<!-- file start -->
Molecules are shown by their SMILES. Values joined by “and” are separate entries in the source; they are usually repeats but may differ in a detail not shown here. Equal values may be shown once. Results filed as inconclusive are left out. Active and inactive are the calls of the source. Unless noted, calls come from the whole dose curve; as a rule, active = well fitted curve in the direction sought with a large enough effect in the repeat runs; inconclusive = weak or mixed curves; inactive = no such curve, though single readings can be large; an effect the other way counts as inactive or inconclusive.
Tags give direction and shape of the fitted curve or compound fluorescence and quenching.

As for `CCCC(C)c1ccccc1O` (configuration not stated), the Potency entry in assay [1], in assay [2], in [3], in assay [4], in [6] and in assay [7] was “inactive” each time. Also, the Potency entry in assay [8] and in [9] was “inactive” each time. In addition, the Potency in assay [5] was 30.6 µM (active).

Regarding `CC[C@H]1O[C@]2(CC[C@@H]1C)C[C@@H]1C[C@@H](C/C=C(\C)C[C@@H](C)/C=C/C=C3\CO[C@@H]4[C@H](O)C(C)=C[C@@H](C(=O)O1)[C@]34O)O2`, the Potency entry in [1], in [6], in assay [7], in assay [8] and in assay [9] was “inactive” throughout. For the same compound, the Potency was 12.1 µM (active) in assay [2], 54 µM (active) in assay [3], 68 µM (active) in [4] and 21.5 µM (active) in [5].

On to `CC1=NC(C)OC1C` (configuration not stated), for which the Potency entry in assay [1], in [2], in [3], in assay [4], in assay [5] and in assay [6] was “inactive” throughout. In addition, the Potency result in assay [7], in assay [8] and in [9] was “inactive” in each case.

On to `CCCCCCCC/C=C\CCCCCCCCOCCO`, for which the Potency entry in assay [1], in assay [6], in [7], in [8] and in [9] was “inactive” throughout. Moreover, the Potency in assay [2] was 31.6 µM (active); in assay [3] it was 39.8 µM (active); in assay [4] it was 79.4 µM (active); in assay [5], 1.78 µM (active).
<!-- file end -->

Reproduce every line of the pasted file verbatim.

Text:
Molecules are shown by their SMILES. Values joined by “and” are separate entries in the source; they are usually repeats but may differ in a detail not shown here. Equal values may be shown once. Results filed as inconclusive are left out. Active and inactive are the calls of the source. Unless noted, calls come from the whole dose curve; as a rule, active = well fitted curve in the direction sought with a large enough effect in the repeat runs; inconclusive = weak or mixed curves; inactive = no such curve, though single readings can be large; an effect the other way counts as inactive or inconclusive.
Tags give direction and shape of the fitted curve or compound fluorescence and quenching.

As for `CCCC(C)c1ccccc1O` (configuration not stated), the Potency entry in assay [1], in assay [2], in [3], in assay [4], in [6] and in assay [7] was “inactive” each time. Also, the Potency entry in assay [8] and in [9] was “inactive” each time. In addition, the Potency in assay [5] was 30.6 µM (active).

Regarding `CC[C@H]1O[C@]2(CC[C@@H]1C)C[C@@H]1C[C@@H](C/C=C(\C)C[C@@H](C)/C=C/C=C3\CO[C@@H]4[C@H](O)C(C)=C[C@@H](C(=O)O1)[C@]34O)O2`, the Potency entry in [1], in [6], in assay [7], in assay [8] and in assay [9] was “inactive” throughout. For the same compound, the Potency was 12.1 µM (active) in assay [2], 54 µM (active) in assay [3], 68 µM (active) in [4] and 21.5 µM (active) in [5].

On to `CC1=NC(C)OC1C` (configuration not stated), for which the Potency entry in assay [1], in [2], in [3], in assay [4], in assay [5] and in assay [6] was “inactive” throughout. In addition, the Potency result in assay [7], in assay [8] and in [9] was “inactive” in each case.

On to `CCCCCCCC/C=C\CCCCCCCCOCCO`, for which the Potency entry in assay [1], in assay [6], in [7], in [8] and in [9] was “inactive” throughout. Moreover, the Potency in assay [2] was 31.6 µM (active); in assay [3] it was 39.8 µM (active); in assay [4] it was 79.4 µM (active); in assay [5], 1.78 µM (active).